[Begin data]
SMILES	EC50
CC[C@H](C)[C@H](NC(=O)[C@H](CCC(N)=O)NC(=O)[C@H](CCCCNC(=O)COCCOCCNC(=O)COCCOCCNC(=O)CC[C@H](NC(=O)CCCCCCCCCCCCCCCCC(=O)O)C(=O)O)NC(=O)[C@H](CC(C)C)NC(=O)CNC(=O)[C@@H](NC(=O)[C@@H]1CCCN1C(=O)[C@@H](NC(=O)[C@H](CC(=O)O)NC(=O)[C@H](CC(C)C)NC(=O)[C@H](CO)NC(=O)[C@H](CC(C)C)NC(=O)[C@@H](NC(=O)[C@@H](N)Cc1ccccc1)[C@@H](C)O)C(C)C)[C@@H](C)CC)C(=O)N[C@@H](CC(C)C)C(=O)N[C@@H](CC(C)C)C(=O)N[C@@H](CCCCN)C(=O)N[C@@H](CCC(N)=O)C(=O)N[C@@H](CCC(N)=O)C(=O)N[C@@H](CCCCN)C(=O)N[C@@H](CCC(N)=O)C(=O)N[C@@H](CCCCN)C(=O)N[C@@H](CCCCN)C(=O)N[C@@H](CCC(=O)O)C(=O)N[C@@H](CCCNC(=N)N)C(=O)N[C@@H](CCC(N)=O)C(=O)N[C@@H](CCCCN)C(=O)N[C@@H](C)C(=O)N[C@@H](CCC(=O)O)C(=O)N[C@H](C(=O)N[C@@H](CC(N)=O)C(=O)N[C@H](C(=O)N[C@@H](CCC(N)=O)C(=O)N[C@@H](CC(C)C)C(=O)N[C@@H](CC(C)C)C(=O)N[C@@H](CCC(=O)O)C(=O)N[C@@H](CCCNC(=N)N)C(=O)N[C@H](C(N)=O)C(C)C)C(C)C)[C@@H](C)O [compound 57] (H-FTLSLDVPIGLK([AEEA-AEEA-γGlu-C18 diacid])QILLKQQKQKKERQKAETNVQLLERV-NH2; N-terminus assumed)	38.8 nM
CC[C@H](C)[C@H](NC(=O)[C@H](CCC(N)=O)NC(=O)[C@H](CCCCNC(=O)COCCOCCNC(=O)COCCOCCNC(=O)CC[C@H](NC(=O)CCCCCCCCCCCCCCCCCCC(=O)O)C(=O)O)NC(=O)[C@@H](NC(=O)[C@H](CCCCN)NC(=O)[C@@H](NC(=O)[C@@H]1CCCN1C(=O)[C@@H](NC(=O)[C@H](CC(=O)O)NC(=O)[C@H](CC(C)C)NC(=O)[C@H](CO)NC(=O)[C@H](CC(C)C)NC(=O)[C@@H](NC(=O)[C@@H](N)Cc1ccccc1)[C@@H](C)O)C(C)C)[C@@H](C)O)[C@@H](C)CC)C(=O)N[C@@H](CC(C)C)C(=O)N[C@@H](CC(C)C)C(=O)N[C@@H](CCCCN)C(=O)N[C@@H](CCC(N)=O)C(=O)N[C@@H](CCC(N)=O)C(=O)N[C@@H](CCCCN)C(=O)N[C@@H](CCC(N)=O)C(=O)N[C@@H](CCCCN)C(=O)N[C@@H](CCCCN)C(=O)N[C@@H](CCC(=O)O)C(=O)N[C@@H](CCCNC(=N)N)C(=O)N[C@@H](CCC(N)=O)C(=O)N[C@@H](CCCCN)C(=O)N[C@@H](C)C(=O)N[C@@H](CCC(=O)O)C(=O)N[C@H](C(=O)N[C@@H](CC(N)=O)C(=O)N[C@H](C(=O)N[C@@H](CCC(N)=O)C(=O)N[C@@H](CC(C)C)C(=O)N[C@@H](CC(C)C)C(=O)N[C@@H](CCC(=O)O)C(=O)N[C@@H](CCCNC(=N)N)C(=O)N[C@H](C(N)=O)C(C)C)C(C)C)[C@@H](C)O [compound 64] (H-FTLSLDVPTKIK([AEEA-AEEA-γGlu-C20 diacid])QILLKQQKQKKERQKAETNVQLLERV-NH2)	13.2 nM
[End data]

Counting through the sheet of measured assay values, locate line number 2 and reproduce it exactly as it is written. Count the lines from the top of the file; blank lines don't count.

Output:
CC[C@H](C)[C@H](NC(=O)[C@H](CCC(N)=O)NC(=O)[C@H](CCCCNC(=O)COCCOCCNC(=O)COCCOCCNC(=O)CC[C@H](NC(=O)CCCCCCCCCCCCCCCCC(=O)O)C(=O)O)NC(=O)[C@H](CC(C)C)NC(=O)CNC(=O)[C@@H](NC(=O)[C@@H]1CCCN1C(=O)[C@@H](NC(=O)[C@H](CC(=O)O)NC(=O)[C@H](CC(C)C)NC(=O)[C@H](CO)NC(=O)[C@H](CC(C)C)NC(=O)[C@@H](NC(=O)[C@@H](N)Cc1ccccc1)[C@@H](C)O)C(C)C)[C@@H](C)CC)C(=O)N[C@@H](CC(C)C)C(=O)N[C@@H](CC(C)C)C(=O)N[C@@H](CCCCN)C(=O)N[C@@H](CCC(N)=O)C(=O)N[C@@H](CCC(N)=O)C(=O)N[C@@H](CCCCN)C(=O)N[C@@H](CCC(N)=O)C(=O)N[C@@H](CCCCN)C(=O)N[C@@H](CCCCN)C(=O)N[C@@H](CCC(=O)O)C(=O)N[C@@H](CCCNC(=N)N)C(=O)N[C@@H](CCC(N)=O)C(=O)N[C@@H](CCCCN)C(=O)N[C@@H](C)C(=O)N[C@@H](CCC(=O)O)C(=O)N[C@H](C(=O)N[C@@H](CC(N)=O)C(=O)N[C@H](C(=O)N[C@@H](CCC(N)=O)C(=O)N[C@@H](CC(C)C)C(=O)N[C@@H](CC(C)C)C(=O)N[C@@H](CCC(=O)O)C(=O)N[C@@H](CCCNC(=N)N)C(=O)N[C@H](C(N)=O)C(C)C)C(C)C)[C@@H](C)O [compound 57] (H-FTLSLDVPIGLK([AEEA-AEEA-γGlu-C18 diacid])QILLKQQKQKKERQKAETNVQLLERV-NH2; N-terminus assumed)	38.8 nM